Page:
You need to gain access to a certain DOM element as soon as possible.Using strong>document.ready isn’t fast enough; you really want to control this element before the page finishes rendering.Issues like this are especially noticeable on large pages, where the document.ready event takes longer to be reached.
This is a very common and generic problem that can be solved in many different ways.
There’s one approach that works for all of them, but it requires polling the DOM so it adds overhead to the page-rendering process (definitely undesirable!).
These are some of the usual problems where one could rely on polling:
Hide an element right away, before it is rendered (or another style operation)
Bind event handlers to an element ASAP so that it quickly becomes functional
Any other situation
Hide an element right away (or another style operation)
The right way to go about this is adding a specific CSS class to an element that is quickly accessible, like the <html>element, and then style the element accordingly.
Do something like this:
Bind event handlers to an element ASAP
Very often we have this large page with interactive elements, like buttons and links.
You don’t want those elements to just hang in there, without any functionality attached while the page loads.
Luckily, there’s a great concept called event delegation that can save the day. Event delegation is easy to implement with one of several jQuery plugins, and since jQuery 1.3, a plugin is no longer needed, because it has been added to the core jQuery file.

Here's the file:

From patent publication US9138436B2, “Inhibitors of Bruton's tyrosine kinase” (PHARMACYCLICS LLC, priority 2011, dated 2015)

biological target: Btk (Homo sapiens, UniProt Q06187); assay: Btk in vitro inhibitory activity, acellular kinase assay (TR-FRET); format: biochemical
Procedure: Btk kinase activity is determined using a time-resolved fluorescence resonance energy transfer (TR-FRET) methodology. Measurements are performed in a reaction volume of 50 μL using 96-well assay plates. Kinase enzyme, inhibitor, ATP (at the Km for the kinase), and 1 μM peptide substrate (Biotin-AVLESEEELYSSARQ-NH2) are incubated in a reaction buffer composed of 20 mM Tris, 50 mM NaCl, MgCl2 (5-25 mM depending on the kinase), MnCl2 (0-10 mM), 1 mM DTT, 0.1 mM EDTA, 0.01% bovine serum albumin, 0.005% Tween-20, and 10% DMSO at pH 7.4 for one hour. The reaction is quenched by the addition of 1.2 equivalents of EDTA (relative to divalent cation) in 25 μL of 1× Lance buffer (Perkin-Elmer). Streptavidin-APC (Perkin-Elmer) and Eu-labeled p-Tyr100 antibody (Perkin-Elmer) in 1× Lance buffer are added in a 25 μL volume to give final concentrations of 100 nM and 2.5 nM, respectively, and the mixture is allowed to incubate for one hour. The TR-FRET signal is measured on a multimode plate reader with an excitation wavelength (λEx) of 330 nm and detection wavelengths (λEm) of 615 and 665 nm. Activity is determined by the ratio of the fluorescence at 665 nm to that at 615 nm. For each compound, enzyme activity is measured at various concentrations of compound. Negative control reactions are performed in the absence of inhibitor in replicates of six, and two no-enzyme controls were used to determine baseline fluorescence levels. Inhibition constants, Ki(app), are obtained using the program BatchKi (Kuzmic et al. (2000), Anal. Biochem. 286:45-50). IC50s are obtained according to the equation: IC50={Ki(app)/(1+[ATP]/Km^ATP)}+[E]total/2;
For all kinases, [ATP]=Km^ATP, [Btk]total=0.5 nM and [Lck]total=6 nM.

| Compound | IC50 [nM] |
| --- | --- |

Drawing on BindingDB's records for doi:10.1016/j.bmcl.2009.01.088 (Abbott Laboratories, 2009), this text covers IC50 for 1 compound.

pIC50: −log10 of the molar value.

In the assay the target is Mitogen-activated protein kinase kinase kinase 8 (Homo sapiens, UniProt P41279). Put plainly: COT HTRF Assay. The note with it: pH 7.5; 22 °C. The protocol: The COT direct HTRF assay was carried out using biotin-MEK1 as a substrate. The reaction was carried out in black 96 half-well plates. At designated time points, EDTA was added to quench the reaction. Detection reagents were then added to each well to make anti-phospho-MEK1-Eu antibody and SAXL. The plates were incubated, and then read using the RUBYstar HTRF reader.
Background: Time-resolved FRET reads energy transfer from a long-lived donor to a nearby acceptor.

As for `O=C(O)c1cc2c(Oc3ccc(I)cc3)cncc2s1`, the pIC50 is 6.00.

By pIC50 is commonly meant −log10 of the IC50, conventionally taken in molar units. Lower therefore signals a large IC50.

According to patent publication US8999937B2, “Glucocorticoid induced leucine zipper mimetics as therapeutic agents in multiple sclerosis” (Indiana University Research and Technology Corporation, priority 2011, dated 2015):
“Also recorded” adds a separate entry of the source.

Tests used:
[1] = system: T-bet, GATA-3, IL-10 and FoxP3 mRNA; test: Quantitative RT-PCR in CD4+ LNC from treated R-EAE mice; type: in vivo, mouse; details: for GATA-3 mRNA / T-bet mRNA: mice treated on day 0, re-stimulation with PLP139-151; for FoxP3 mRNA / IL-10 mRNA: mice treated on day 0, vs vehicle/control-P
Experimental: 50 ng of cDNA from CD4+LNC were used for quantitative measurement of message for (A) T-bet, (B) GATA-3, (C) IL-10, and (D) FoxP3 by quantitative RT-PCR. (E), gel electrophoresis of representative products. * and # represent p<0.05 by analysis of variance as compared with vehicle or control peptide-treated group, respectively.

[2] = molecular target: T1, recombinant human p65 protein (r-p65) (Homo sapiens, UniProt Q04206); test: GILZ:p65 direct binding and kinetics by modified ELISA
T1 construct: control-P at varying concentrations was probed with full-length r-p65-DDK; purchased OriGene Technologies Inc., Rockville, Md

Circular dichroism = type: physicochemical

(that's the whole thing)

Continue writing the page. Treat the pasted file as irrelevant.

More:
You can now bind event handlers to elements that still don’t exist by using the method live().§ That way, you don’t need to worry about waiting for the element to be ready in order to bind the events.
Any other situation
Your problem isn’t about styling or about events. Then you, my friend, fall into the worst group.
But don’t panic! There’s a better solution than polling if you’re concerned about performance.
I’ll explain it at last.
Polling can be implemented with a simple interval (setInterval) that checks for an element, and once found, a certain function is run, and the interval needs to be cleared.
There are two plugins that can aid you with this. One is LiveQuery,‖which has an option to register a function to be run for each newly found element that matches a selector. This approach is pretty slow but supports the whole set of selectors.
There’s another plugin called ElementReady# that will also handle this situation properly.
It lets you register pairs of id/function, and it will poll the DOM. Once an id is found, the function will be called, and the id is removed from the queue.
This plugin implements, probably, the fastest approach to detect elements, that is, using document.getElementById. This plugin is pretty fast but only supports ids.
The whole document-ready concept means “after the html is parsed.” This means the browser reached the body’s closing tag, </body>.In other words, instead of using document.ready, you could simply put your scripts right before </body>.
You can apply the same principle to other parts of the DOM: you can add a <script>right after the element you want to access, and you can know, for certain, that it will be already accessible from it.
Here’s an example:
As you can see, no polling was needed in this case. This is a feasible solution if you don’t need to use it a lot or you’ll be adding tons of scripts to the page.
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